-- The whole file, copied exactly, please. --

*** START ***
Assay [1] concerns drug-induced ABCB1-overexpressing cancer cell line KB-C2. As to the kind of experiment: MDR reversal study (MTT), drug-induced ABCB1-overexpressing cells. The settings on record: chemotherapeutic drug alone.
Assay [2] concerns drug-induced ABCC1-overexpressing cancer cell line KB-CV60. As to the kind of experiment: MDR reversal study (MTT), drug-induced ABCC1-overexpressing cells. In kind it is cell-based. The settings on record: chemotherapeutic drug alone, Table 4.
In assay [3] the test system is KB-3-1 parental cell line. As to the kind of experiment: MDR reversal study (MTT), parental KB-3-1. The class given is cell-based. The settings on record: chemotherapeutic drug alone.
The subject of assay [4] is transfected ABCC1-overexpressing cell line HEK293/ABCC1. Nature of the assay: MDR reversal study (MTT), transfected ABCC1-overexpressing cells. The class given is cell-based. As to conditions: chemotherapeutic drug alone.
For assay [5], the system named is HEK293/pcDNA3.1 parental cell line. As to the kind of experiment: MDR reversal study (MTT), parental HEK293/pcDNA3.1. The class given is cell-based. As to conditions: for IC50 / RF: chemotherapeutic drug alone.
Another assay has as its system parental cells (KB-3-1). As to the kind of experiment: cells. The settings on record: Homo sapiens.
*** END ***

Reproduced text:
Assay [1] concerns drug-induced ABCB1-overexpressing cancer cell line KB-C2. As to the kind of experiment: MDR reversal study (MTT), drug-induced ABCB1-overexpressing cells. The settings on record: chemotherapeutic drug alone.
Assay [2] concerns drug-induced ABCC1-overexpressing cancer cell line KB-CV60. As to the kind of experiment: MDR reversal study (MTT), drug-induced ABCC1-overexpressing cells. In kind it is cell-based. The settings on record: chemotherapeutic drug alone, Table 4.
In assay [3] the test system is KB-3-1 parental cell line. As to the kind of experiment: MDR reversal study (MTT), parental KB-3-1. The class given is cell-based. The settings on record: chemotherapeutic drug alone.
The subject of assay [4] is transfected ABCC1-overexpressing cell line HEK293/ABCC1. Nature of the assay: MDR reversal study (MTT), transfected ABCC1-overexpressing cells. The class given is cell-based. As to conditions: chemotherapeutic drug alone.
For assay [5], the system named is HEK293/pcDNA3.1 parental cell line. As to the kind of experiment: MDR reversal study (MTT), parental HEK293/pcDNA3.1. The class given is cell-based. As to conditions: for IC50 / RF: chemotherapeutic drug alone.
Another assay has as its system parental cells (KB-3-1). As to the kind of experiment: cells. The settings on record: Homo sapiens.